A few weeks ago, we tried our luck on the Santa Margarita Lake route again.
Although, our real focus was on catching the spectacular fields of wildflowers that everyone, including the newspapers, keep bringing up as a 'Must Do' for any Spring drive, we really were interested in seeing what the lake had to offer, or more specifically, whether or not there were any boat rentals since, of late we've been conjuring romatic fantasies of cruising around a lake in a boat with fishing poles and a picnic basket. I say romatic fantansies because I have very vivid memories of doing the very same thing with my father in my girlhood and if my memories serve me correctly, those trips were often boring and laborious and resulted in many a reprimand from my father. Not to digress yet again, but since then I have had the pleasure of taking to the ocean for some deep sea fishing and I found that most exciting, particularly because I'm not one to get sea sick and I like to pick out the people who I think may succumb early on and hedge my bets as the day goes on--oh, and I love the very strange and mythical fish that call the ocean their home and the prospect of somehow, some way catching some magnificent beast.
Anyhow, back to our venture. This time Ken and I managed to decipher the sign and head in the right direction where we eventually, after a very long drive down a very desolate road, found Santa Margarita where upon paying our $8 fee and admittance to the park, immediately sought out a spot to open our picnic lunch. Perhaps it's the fresh air and beguiling landscapes of nature that whet one's appetite and render the most ordinary tasting foods a sensation to both visual and gustatory palate, but our chicken sandwiches, broken chips and fresh quartered orange were delectable.
After lunching, we decided to follow along a walking trail. Within the first 20 feet, I spied these massive pine cones and made note to retrieve them on the way to the car. Sure, Christmas is 8 months away, but can one ever begin preparations too early? As we wandered along, we discovered two trailheads that meandered above and around the lake, which, by the way, we had read about in one of our hiking books. However, this was not the day that we aspired to take a long hike and instead was just a planned distraction, a get-a-way and picnic lunch on a random Sunday afternoon and the viewing of the legendary wildflowers that kept luring us down the backroads. We decided to head home--we had seen the Lake--finally.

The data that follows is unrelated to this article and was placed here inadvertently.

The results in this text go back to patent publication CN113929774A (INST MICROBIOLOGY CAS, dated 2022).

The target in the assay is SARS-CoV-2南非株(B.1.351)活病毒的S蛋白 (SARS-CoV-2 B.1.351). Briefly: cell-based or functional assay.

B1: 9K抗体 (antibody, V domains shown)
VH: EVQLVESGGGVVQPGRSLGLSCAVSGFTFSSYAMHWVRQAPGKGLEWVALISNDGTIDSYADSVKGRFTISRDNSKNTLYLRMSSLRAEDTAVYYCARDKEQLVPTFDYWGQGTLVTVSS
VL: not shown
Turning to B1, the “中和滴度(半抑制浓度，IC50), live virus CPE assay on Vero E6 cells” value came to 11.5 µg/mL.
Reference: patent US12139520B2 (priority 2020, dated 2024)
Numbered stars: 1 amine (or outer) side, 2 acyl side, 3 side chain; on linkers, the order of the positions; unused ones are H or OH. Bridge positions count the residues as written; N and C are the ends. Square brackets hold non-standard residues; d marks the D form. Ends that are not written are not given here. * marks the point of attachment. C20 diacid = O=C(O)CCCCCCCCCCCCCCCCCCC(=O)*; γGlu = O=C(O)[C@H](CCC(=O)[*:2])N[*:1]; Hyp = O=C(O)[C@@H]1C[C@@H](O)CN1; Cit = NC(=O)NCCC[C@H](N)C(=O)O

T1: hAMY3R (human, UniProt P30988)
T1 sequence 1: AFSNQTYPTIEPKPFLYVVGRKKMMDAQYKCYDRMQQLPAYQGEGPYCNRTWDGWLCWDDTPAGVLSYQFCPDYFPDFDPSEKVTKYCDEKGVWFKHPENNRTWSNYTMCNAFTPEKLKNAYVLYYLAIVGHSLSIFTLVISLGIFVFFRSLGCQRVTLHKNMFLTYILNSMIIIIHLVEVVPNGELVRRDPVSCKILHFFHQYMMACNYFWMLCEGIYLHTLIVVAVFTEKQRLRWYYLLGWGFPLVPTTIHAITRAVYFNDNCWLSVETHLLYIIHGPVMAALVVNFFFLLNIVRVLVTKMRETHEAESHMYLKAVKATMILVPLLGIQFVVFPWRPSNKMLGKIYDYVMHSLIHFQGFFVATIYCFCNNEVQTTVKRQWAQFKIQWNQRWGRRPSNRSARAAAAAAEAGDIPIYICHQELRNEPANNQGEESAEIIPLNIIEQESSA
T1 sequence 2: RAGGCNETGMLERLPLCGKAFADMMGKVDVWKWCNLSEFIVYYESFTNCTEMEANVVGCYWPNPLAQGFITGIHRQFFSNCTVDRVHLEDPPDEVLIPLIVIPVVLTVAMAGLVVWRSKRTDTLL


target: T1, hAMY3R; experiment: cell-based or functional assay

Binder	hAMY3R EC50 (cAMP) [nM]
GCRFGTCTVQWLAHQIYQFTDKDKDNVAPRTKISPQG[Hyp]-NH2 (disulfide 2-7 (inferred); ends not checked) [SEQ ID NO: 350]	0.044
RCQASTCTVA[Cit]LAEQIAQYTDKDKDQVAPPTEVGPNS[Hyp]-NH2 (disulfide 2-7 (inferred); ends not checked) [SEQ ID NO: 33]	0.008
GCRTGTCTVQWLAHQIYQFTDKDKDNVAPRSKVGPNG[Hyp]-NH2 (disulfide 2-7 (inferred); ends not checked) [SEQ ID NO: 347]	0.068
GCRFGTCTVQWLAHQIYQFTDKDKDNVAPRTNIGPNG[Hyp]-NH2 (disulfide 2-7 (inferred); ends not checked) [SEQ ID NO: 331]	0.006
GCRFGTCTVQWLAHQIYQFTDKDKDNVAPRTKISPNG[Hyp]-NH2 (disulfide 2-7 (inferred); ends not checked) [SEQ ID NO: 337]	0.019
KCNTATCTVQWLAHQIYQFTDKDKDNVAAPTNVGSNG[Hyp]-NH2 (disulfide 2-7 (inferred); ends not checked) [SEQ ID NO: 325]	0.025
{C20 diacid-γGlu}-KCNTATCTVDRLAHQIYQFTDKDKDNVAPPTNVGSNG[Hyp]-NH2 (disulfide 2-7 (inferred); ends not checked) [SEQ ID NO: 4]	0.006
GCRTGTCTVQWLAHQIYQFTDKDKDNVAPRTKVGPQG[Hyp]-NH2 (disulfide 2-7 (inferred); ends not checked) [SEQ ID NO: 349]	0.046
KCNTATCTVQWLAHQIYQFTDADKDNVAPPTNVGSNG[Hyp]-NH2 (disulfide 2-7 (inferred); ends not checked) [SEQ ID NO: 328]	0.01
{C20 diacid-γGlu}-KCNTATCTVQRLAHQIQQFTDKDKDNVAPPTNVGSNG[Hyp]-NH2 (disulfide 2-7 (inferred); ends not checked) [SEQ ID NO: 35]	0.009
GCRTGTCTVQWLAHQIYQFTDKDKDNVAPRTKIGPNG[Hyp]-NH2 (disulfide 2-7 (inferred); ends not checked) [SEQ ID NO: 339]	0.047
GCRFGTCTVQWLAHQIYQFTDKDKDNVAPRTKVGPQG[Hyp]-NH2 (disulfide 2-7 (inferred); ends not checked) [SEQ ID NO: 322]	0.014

On the way back, we passed a hand-scribbled sign nailed to a post that announced a "Plant Sale" and while the legitimacy of this looked vague at best, we are true adventurers and decided to roll the dice and make the left turn. Fifty feet down the road a sign loomed up from the overgrown ditch, just below the equally wild Oak--"Next Services 88 Miles"--so I checked my gauge and the speedometer and headed over the hills and into the unknown distance. This was virgin territory to me and while there were ranches sprinkled here and there, it was hard for me to imagine how anyone could live so remotely. I also wondered what this "Plant Sale" would be and actually envisioned some poor unemployed sap who had a small wagon of fresh seedlings stuck in peat just trying to make a buck any way one could.
After a while we saw another sign saying the 'plant sale' was now just two miles away and finally, we found a make-shift sign with a hand drawn arrow as crooked as all get out and made our way down an even more remote and bumpy road. Our first stab at the location took us down another road and then finally, realizing our mistake, we turned the car around and poked down the only direction we figured would offer any resolution and BINGO--we had found a virtual oasis of not only plants, but a quaint farm cottage and a working farm stand. In the distance there were rows of peach and pear and apple trees in full bloom, magnificent artichoke plants with their pointy sharp leaves pointing skyward, and deep within the protection of a deer fence, rows upon rows of vegetables or which the ripened and picked were lined up for sale adjacent to the plants.
There were seedlings and full grown plants to select from and prior to getting out of the car for some random nursery shopping, Ken and I pooled our money together and came up with $15--whoo, our spring vegetable garden shopping was about to begin in earnest. The picture I posted here is my bounty of the day--10 heirloom tomato plants, a honeydew and a cantaloupe (sadly, these only survived two weeks before the lizards ate them to the ground) and a massive 1 gallon pot of Greek Oregeno that is happily living next to my lilac bush and that has grown twice its size.
I am in love with heirloom tomatoes and at $1 a piece, I went a little wild. Year after year, I always say that I need to plant fewer tomatoes, but every year without fail, I plant the same 14-16 plants, and while I did add to the 10 I purchased at the plant sale, I only picked up 4 more--my favorites--Mr. Stripey, Yellow Brandywine, Green Zebra, and Black Krim--and believe me, I could have easily gotten an additional 10.
So there we were on another random adventure with a few wrong turns and a bag of sandwiches. We never did find the wildflowers that everyone raved on and on over, but there would be more attempts and more disappointments on that one, but those are other posts to be written on another day.